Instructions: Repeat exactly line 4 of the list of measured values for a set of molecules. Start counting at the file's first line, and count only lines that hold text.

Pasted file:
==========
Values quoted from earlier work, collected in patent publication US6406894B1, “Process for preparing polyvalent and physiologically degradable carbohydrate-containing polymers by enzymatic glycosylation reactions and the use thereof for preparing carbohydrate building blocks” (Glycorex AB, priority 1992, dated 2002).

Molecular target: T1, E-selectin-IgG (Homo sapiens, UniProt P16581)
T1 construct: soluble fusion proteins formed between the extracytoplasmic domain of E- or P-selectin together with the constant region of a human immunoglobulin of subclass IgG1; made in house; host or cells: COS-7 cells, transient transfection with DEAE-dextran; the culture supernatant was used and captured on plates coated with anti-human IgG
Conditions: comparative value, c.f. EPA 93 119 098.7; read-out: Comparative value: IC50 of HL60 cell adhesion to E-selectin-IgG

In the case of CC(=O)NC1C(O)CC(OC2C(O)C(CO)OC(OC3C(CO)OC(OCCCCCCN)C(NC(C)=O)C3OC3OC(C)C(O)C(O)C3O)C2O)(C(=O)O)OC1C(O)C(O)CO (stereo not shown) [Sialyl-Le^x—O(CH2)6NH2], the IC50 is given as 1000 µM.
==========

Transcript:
Conditions: comparative value, c.f. EPA 93 119 098.7; read-out: Comparative value: IC50 of HL60 cell adhesion to E-selectin-IgG